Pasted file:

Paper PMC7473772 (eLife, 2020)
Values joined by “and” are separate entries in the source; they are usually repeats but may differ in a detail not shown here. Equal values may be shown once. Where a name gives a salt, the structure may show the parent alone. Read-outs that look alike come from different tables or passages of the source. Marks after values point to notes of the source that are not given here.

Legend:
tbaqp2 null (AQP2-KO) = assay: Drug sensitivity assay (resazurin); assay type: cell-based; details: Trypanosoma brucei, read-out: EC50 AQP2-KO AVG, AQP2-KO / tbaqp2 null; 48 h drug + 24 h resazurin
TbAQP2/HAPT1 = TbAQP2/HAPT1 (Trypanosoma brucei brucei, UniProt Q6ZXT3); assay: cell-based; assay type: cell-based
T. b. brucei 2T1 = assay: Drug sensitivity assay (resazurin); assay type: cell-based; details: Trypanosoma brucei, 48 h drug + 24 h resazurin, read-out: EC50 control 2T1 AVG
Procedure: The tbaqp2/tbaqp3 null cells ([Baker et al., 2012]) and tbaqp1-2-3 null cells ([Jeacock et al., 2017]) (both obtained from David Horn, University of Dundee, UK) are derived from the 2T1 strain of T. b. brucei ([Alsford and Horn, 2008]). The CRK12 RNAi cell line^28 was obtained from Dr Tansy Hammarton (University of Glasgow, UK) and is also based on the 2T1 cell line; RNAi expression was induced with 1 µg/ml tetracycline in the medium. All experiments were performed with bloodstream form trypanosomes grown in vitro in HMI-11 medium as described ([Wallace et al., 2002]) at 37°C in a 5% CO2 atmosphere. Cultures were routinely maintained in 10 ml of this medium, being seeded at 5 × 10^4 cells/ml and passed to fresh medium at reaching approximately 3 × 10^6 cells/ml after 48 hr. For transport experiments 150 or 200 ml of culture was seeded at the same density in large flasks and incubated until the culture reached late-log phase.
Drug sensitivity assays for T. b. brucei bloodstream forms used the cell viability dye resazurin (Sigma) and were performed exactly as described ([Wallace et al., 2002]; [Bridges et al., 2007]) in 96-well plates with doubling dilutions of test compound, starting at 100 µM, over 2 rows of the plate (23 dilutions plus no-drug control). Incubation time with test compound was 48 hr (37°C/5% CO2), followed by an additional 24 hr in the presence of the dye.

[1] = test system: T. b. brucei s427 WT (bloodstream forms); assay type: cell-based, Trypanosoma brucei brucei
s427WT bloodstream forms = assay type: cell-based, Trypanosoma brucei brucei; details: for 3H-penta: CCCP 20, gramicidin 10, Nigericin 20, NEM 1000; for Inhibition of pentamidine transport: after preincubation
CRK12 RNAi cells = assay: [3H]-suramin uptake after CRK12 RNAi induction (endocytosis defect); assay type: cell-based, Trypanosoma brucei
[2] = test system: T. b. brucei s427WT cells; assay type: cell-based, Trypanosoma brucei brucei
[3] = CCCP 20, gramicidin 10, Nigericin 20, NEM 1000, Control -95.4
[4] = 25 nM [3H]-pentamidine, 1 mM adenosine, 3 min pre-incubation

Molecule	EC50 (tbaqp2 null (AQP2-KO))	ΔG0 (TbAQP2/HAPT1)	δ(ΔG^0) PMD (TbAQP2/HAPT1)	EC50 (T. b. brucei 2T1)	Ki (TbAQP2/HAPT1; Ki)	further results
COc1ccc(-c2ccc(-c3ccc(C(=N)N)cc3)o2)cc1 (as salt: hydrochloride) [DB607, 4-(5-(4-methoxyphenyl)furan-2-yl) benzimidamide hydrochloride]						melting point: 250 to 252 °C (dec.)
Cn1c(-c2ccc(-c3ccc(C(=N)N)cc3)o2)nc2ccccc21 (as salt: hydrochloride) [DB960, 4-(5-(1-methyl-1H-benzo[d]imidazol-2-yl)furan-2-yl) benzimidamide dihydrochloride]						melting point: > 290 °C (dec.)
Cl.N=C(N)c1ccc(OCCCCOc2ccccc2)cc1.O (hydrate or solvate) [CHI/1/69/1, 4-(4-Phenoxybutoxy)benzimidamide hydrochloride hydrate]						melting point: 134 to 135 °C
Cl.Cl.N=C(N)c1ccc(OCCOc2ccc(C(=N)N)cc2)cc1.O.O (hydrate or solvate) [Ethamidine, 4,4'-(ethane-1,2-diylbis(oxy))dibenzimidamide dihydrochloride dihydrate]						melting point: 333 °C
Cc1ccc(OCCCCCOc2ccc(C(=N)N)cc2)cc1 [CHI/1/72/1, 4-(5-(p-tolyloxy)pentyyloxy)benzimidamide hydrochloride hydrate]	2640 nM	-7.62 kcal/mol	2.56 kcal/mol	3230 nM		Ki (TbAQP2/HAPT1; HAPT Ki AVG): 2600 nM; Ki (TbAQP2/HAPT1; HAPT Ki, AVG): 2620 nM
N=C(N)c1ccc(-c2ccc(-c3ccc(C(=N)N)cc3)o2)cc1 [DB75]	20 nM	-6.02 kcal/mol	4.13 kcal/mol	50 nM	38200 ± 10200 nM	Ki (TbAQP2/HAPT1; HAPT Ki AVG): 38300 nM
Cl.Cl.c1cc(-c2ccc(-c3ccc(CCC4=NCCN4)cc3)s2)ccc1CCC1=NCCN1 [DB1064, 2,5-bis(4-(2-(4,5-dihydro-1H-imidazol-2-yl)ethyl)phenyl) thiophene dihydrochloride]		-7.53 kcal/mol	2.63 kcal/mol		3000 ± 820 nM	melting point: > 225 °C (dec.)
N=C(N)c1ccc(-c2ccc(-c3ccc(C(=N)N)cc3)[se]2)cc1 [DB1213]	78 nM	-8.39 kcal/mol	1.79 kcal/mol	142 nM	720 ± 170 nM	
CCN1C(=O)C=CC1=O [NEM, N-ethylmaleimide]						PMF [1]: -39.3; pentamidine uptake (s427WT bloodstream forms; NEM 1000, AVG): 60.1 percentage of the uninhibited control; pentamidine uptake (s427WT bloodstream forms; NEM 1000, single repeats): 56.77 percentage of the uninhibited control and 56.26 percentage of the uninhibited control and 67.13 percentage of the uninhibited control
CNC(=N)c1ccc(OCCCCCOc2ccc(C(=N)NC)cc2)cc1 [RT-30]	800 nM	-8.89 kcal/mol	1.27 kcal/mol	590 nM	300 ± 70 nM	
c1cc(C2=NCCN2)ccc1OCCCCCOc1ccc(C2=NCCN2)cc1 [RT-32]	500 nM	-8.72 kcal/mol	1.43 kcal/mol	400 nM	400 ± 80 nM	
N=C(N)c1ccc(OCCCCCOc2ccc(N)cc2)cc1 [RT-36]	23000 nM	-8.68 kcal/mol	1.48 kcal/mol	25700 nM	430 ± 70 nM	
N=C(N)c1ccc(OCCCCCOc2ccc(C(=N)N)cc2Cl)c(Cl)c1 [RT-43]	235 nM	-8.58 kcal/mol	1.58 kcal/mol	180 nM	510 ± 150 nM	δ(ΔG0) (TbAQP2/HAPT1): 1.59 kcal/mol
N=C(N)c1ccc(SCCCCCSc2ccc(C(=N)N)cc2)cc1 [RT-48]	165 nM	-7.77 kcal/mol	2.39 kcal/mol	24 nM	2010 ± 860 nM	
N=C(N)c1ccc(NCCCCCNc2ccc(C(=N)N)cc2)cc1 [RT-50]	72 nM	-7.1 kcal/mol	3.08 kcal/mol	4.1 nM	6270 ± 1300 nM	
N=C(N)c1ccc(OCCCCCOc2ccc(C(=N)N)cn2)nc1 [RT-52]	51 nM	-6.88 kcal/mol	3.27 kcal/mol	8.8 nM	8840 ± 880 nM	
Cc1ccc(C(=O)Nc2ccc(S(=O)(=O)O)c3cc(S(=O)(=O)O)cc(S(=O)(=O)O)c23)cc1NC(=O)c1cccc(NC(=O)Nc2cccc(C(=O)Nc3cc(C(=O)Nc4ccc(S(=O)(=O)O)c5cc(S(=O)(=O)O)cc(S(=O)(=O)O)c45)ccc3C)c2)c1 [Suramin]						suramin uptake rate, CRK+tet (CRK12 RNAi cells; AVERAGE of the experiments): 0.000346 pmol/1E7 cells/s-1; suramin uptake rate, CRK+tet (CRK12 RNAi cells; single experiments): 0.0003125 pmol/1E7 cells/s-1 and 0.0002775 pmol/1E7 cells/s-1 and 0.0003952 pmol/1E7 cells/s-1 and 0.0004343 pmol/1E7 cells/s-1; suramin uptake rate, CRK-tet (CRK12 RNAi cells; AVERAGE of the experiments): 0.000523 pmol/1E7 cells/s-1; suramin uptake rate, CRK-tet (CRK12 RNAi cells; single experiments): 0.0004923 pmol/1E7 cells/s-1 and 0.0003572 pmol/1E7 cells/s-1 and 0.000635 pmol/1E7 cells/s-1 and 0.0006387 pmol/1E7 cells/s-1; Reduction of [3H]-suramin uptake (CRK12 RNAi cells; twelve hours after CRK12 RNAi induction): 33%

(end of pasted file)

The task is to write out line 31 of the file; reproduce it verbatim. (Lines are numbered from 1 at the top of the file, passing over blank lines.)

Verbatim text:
N=C(N)c1ccc(OCCCCCOc2ccc(C(=N)N)cn2)nc1 [RT-52]	51 nM	-6.88 kcal/mol	3.27 kcal/mol	8.8 nM	8840 ± 880 nM	